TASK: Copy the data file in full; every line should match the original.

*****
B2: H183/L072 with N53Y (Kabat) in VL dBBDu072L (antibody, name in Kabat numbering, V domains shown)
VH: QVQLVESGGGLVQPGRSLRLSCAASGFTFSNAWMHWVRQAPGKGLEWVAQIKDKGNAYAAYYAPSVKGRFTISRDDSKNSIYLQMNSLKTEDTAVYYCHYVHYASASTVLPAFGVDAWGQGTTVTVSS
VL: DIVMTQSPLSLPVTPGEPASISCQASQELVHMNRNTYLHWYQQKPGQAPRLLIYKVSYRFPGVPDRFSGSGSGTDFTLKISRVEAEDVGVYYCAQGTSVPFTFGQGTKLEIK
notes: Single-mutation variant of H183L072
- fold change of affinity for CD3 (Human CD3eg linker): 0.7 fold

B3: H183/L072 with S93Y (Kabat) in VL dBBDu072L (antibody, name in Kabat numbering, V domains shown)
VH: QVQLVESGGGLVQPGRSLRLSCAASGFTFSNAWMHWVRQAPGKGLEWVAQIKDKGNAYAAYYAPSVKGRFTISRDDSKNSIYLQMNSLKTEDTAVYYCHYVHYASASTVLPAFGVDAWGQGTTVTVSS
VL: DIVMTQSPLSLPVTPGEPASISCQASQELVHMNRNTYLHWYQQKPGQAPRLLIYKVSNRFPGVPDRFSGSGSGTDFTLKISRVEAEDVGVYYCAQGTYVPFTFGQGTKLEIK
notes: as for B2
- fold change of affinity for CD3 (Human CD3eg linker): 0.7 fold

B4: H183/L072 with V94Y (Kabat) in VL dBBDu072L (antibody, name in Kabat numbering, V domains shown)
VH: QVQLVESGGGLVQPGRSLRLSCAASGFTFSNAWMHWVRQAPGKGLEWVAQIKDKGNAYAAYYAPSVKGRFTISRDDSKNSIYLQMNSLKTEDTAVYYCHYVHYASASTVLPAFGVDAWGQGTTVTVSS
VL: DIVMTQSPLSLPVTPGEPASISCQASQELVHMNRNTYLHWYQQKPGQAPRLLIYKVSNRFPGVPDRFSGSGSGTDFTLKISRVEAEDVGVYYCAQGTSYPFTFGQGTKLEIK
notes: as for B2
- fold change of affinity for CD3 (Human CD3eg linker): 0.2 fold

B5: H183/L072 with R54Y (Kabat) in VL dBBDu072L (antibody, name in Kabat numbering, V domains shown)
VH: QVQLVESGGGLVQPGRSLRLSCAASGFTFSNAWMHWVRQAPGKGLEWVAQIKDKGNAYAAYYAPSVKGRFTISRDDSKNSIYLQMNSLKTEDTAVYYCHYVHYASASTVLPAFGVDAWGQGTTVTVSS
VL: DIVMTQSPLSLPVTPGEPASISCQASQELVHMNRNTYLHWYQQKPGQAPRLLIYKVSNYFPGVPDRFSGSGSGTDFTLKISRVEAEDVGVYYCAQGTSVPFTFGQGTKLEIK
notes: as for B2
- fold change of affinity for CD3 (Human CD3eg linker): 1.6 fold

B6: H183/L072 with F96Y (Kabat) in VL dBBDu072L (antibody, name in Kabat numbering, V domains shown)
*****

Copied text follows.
B2: H183/L072 with N53Y (Kabat) in VL dBBDu072L (antibody, name in Kabat numbering, V domains shown)
VH: QVQLVESGGGLVQPGRSLRLSCAASGFTFSNAWMHWVRQAPGKGLEWVAQIKDKGNAYAAYYAPSVKGRFTISRDDSKNSIYLQMNSLKTEDTAVYYCHYVHYASASTVLPAFGVDAWGQGTTVTVSS
VL: DIVMTQSPLSLPVTPGEPASISCQASQELVHMNRNTYLHWYQQKPGQAPRLLIYKVSYRFPGVPDRFSGSGSGTDFTLKISRVEAEDVGVYYCAQGTSVPFTFGQGTKLEIK
notes: Single-mutation variant of H183L072
- fold change of affinity for CD3 (Human CD3eg linker): 0.7 fold

B3: H183/L072 with S93Y (Kabat) in VL dBBDu072L (antibody, name in Kabat numbering, V domains shown)
VH: QVQLVESGGGLVQPGRSLRLSCAASGFTFSNAWMHWVRQAPGKGLEWVAQIKDKGNAYAAYYAPSVKGRFTISRDDSKNSIYLQMNSLKTEDTAVYYCHYVHYASASTVLPAFGVDAWGQGTTVTVSS
VL: DIVMTQSPLSLPVTPGEPASISCQASQELVHMNRNTYLHWYQQKPGQAPRLLIYKVSNRFPGVPDRFSGSGSGTDFTLKISRVEAEDVGVYYCAQGTYVPFTFGQGTKLEIK
notes: as for B2
- fold change of affinity for CD3 (Human CD3eg linker): 0.7 fold

B4: H183/L072 with V94Y (Kabat) in VL dBBDu072L (antibody, name in Kabat numbering, V domains shown)
VH: QVQLVESGGGLVQPGRSLRLSCAASGFTFSNAWMHWVRQAPGKGLEWVAQIKDKGNAYAAYYAPSVKGRFTISRDDSKNSIYLQMNSLKTEDTAVYYCHYVHYASASTVLPAFGVDAWGQGTTVTVSS
VL: DIVMTQSPLSLPVTPGEPASISCQASQELVHMNRNTYLHWYQQKPGQAPRLLIYKVSNRFPGVPDRFSGSGSGTDFTLKISRVEAEDVGVYYCAQGTSYPFTFGQGTKLEIK
notes: as for B2
- fold change of affinity for CD3 (Human CD3eg linker): 0.2 fold

B5: H183/L072 with R54Y (Kabat) in VL dBBDu072L (antibody, name in Kabat numbering, V domains shown)
VH: QVQLVESGGGLVQPGRSLRLSCAASGFTFSNAWMHWVRQAPGKGLEWVAQIKDKGNAYAAYYAPSVKGRFTISRDDSKNSIYLQMNSLKTEDTAVYYCHYVHYASASTVLPAFGVDAWGQGTTVTVSS
VL: DIVMTQSPLSLPVTPGEPASISCQASQELVHMNRNTYLHWYQQKPGQAPRLLIYKVSNYFPGVPDRFSGSGSGTDFTLKISRVEAEDVGVYYCAQGTSVPFTFGQGTKLEIK
notes: as for B2
- fold change of affinity for CD3 (Human CD3eg linker): 1.6 fold

B6: H183/L072 with F96Y (Kabat) in VL dBBDu072L (antibody, name in Kabat numbering, V domains shown)